This next anime (like SHIMONETA) comes with a lewd warning. It’s arguably not as bad as the last ecchi I reviewed in terms of salaciousness, but it still does its best to get there. If you’re not into that (read: no fun) or otherwise underage, steer clear of this show. Also don’t scroll down if you’re at work or school too, as there is one pic that morons could take as obscene. Now that I’ve scared the majority of sane humans away from this post allow me to introduce you to…
“Monster Musume no Iru Nichijou” or “Everyday Life with Monster Girls” was one of the most anticipated shows of this season, mostly because of its very successful manga. Being a fan of the manga I too was excited for this title, and overall it delivered a faithful recreation of the original. Here was another show, like the last I reviewed, that had a very catchy opening and ending theme. The characters were excellently voiced, and the animation was honestly better than I was expecting for an ecchi harem featuring monster girls. In truth this anime isn’t going to blow you out of the water with its depth, nor will it “save/destroy anime” (whatever that means) as fellow otaku will usually proclaim when any anime gets this popular. If you can simply enjoy an anime for what it is without every popular anime having to be the next coming of Jebus though, you’ll find quite a bit to enjoy in this show.
Our story here begins with a young man named Kimihito Kurusu (henceforth known as Darling-kun) who finds himself in charge of a lamia (snake girl) named Miia as part of a cultural exchange program. In this world the “monsters” of the past have revealed that they still exist, and have thus set up a cultural exchange to strengthen the bonds between the various species. Miia ends up with Darling-kun due to a clerical error on the part of her government handler (Ms Smith), but she soon falls in love with him due to his acceptance and willingness to defend her from bigots. This is where the “darling-kun” name comes in, as Miia calls him “darling”, Ms Smith calls him “darling-kun” to mock him, and every other girl that comes has a title for him as well.
As the series progresses we are treated to more monster girls entering the household. There’s Papi the harpy who has a terrible memory (bird brain), and Centorea the centaur who’s a bit of a medieval otaku. After that comes Suu the slime girl, Mero the mermaid, and Rachnera the spider girl. In typical harem fashion Darling-kun unknowingly woos each girl in turn, causing all of them to vie for his attention constantly. The show separates episodes into two halves, giving us two storylines an episode in which comedy and ecchi happens in concert. The group runs into conflict with a few humans of varying agenda’s, and this brings up a conflict with the law that inter-species individuals cannot harm humans or vice versa. The human police along with Darling-kun and Ms. Smith can deal with human bigoted behavior, but it’s illegal for them to do the same to non-humans.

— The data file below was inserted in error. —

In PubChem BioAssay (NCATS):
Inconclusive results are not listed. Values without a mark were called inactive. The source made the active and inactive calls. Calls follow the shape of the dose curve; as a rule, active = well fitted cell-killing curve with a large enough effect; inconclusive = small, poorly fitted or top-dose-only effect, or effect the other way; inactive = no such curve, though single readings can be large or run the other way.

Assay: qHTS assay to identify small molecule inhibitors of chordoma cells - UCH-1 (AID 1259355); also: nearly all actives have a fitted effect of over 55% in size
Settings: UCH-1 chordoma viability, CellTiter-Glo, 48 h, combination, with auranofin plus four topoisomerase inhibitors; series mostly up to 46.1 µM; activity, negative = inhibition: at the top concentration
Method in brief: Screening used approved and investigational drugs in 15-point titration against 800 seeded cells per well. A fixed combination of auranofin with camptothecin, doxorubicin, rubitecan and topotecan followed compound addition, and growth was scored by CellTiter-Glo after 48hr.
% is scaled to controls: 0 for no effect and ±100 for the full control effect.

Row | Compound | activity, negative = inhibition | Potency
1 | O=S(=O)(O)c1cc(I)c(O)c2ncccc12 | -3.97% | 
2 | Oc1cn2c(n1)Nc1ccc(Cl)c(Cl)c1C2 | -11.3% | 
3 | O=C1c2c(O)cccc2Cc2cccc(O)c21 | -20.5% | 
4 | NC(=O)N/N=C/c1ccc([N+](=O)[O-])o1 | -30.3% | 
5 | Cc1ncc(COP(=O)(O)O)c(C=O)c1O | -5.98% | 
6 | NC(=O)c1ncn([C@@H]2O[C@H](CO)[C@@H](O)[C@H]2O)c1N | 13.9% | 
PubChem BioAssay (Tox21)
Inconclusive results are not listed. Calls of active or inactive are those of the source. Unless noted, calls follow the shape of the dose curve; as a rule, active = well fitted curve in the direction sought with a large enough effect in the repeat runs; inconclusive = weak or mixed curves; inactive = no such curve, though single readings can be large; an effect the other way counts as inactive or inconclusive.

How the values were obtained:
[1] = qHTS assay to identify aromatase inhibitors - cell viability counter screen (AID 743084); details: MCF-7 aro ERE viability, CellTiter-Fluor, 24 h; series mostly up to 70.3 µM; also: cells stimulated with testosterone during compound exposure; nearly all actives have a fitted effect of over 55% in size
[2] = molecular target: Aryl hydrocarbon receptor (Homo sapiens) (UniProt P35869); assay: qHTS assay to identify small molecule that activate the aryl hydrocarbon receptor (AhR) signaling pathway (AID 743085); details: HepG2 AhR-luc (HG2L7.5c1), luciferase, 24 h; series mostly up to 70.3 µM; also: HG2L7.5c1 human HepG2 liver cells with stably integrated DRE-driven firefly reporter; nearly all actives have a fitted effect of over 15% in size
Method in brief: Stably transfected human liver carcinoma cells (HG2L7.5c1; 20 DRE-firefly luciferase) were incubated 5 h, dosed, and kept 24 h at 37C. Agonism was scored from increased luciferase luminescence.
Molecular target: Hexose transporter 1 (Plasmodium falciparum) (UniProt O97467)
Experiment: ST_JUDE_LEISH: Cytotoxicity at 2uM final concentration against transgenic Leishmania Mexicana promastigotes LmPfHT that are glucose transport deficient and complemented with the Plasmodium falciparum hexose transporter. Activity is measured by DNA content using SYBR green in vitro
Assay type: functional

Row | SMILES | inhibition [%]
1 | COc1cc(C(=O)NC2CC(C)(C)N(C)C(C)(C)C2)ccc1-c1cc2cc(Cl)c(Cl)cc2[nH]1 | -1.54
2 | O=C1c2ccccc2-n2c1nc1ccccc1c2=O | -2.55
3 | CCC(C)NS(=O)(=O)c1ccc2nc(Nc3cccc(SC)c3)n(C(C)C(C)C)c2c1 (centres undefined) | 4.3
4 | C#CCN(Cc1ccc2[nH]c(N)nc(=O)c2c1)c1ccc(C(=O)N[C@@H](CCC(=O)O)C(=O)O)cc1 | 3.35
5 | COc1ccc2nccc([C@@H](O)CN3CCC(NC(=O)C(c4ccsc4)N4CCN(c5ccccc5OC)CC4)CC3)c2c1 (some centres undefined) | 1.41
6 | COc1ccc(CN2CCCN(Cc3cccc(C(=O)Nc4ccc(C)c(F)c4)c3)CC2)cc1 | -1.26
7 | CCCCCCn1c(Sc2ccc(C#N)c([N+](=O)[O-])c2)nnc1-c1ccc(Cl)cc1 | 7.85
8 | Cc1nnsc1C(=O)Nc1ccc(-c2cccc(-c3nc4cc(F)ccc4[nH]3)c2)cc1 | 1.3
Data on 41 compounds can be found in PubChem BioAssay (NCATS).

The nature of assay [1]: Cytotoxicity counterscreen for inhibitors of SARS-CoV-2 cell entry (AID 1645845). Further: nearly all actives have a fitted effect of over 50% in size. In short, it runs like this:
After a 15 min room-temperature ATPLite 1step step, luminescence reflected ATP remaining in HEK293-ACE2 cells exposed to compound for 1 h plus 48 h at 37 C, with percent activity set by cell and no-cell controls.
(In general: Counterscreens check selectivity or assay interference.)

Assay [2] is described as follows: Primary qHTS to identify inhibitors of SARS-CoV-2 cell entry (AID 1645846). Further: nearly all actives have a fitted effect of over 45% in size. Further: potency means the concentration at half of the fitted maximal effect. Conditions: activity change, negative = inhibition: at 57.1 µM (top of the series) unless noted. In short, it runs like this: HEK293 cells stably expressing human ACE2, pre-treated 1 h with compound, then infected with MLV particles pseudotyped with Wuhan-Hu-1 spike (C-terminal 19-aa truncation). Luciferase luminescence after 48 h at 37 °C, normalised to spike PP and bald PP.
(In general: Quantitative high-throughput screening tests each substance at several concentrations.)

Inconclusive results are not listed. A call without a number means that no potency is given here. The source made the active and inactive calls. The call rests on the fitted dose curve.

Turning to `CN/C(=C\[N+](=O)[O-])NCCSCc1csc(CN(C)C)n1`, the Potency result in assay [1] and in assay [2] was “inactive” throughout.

In comes the government sponsored monster girl agency called MON (MONster’s New Law), who are responsible for keeping the peace by handling non-human criminals. There are four monster girls and a human in MON: Tionishia (Tio) is an ogre, Doppel is a shapshifter, Manako is a cyclops, Zombina is a zombie and the commander of the team, and their human liaison is Ms. Smith. This team breaks up the monotony of the show’s usual story by adding an element of action with a new set of girls. The core cast interacts with these girls as well, especially in the last arc of the show in which Darling-kun starts getting death threats from an anonymous monster. It wouldn’t be a harem if these monster girls didn’t somewhat fall for the main character too, but this takes place over a small part of an episode.
The overall story eventually moves into the evolution of the inter-species law. In the beginning of the show we are told that inter-species relationships are grounds for deportation, which is odd considering how many incredibly attractive monster girls are being sent to single men. Eventually the government acquiesces to an experimental case, and of course this case has to be Darling-kun. Ms. Smith informs him that he is to choose one of the girls to marry, and this starts a sequence of date episodes with each girl. The show somewhat forgets this after the protagonist gets a death threat from an anonymous source, and the show moves into arcs of the girls/MON protecting him. SPOILERS (kinda)! Darling-kun finds out the “death threats” were actually just a warning that he might die, (due to his constant brushes with death caused by his monster girl harem), from a Dullahan (headless grim reaper… thing) named Lala. The show then ends with a fairly innocuous half episode about the expense of feeding a household of monster girls.
Like I said in the beginning it’s not a show that’s going to blow your mind with its depth, but it’s still a fun recreation of a very popular manga. The show is very true to the source which many of the fans were pretty pleased with. If there was one problem with this anime, it’s that one of the favored characters of the manga (Polt the Kobold girl) only got cameos in a couple episodes rather than a full part in the show. Hopefully we’ll get another season so that she can be part of it, and also the main girl’s moms. In the chapters that come after this season ends Darling-kun meets with each girls mom for the prospect of marriage, and those are some really fun chapters. I can almost guarantee we’ll get another season with this anime/manga’s huge popularity. Until then we’ll have to content ourselves with our 7 meter long Miia dakimakuras and rewatching this season in all its ecchi glory.
Arigatō my fellow BrOtaku!